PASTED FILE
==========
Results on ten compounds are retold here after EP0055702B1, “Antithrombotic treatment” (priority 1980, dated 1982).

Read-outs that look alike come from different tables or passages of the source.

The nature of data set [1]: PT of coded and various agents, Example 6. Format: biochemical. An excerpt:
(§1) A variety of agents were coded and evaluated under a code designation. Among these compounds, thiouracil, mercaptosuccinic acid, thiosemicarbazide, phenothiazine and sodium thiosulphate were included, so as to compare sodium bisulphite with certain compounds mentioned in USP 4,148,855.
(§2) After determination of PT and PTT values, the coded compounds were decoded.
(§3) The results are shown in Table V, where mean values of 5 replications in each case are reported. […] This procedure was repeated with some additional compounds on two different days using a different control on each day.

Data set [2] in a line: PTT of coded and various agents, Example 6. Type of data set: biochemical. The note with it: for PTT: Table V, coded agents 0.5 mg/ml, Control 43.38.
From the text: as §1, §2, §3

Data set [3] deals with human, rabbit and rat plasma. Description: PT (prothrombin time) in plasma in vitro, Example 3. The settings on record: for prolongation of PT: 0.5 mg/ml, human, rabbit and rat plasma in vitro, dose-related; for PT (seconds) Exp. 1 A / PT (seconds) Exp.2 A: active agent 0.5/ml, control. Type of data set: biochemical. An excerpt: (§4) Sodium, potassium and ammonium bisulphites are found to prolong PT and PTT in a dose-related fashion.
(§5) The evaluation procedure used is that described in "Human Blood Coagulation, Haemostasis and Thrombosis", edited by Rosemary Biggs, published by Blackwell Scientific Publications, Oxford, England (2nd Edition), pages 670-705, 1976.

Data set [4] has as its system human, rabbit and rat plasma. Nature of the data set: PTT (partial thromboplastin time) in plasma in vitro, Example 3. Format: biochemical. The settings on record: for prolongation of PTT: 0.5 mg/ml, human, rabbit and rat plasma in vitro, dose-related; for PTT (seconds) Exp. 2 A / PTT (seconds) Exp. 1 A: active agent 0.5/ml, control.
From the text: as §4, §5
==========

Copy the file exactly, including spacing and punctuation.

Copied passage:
Results on ten compounds are retold here after EP0055702B1, “Antithrombotic treatment” (priority 1980, dated 1982).

Read-outs that look alike come from different tables or passages of the source.

The nature of data set [1]: PT of coded and various agents, Example 6. Format: biochemical. An excerpt:
(§1) A variety of agents were coded and evaluated under a code designation. Among these compounds, thiouracil, mercaptosuccinic acid, thiosemicarbazide, phenothiazine and sodium thiosulphate were included, so as to compare sodium bisulphite with certain compounds mentioned in USP 4,148,855.
(§2) After determination of PT and PTT values, the coded compounds were decoded.
(§3) The results are shown in Table V, where mean values of 5 replications in each case are reported. […] This procedure was repeated with some additional compounds on two different days using a different control on each day.

Data set [2] in a line: PTT of coded and various agents, Example 6. Type of data set: biochemical. The note with it: for PTT: Table V, coded agents 0.5 mg/ml, Control 43.38.
From the text: as §1, §2, §3

Data set [3] deals with human, rabbit and rat plasma. Description: PT (prothrombin time) in plasma in vitro, Example 3. The settings on record: for prolongation of PT: 0.5 mg/ml, human, rabbit and rat plasma in vitro, dose-related; for PT (seconds) Exp. 1 A / PT (seconds) Exp.2 A: active agent 0.5/ml, control. Type of data set: biochemical. An excerpt: (§4) Sodium, potassium and ammonium bisulphites are found to prolong PT and PTT in a dose-related fashion.
(§5) The evaluation procedure used is that described in "Human Blood Coagulation, Haemostasis and Thrombosis", edited by Rosemary Biggs, published by Blackwell Scientific Publications, Oxford, England (2nd Edition), pages 670-705, 1976.

Data set [4] has as its system human, rabbit and rat plasma. Nature of the data set: PTT (partial thromboplastin time) in plasma in vitro, Example 3. Format: biochemical. The settings on record: for prolongation of PTT: 0.5 mg/ml, human, rabbit and rat plasma in vitro, dose-related; for PTT (seconds) Exp. 2 A / PTT (seconds) Exp. 1 A: active agent 0.5/ml, control.
From the text: as §4, §5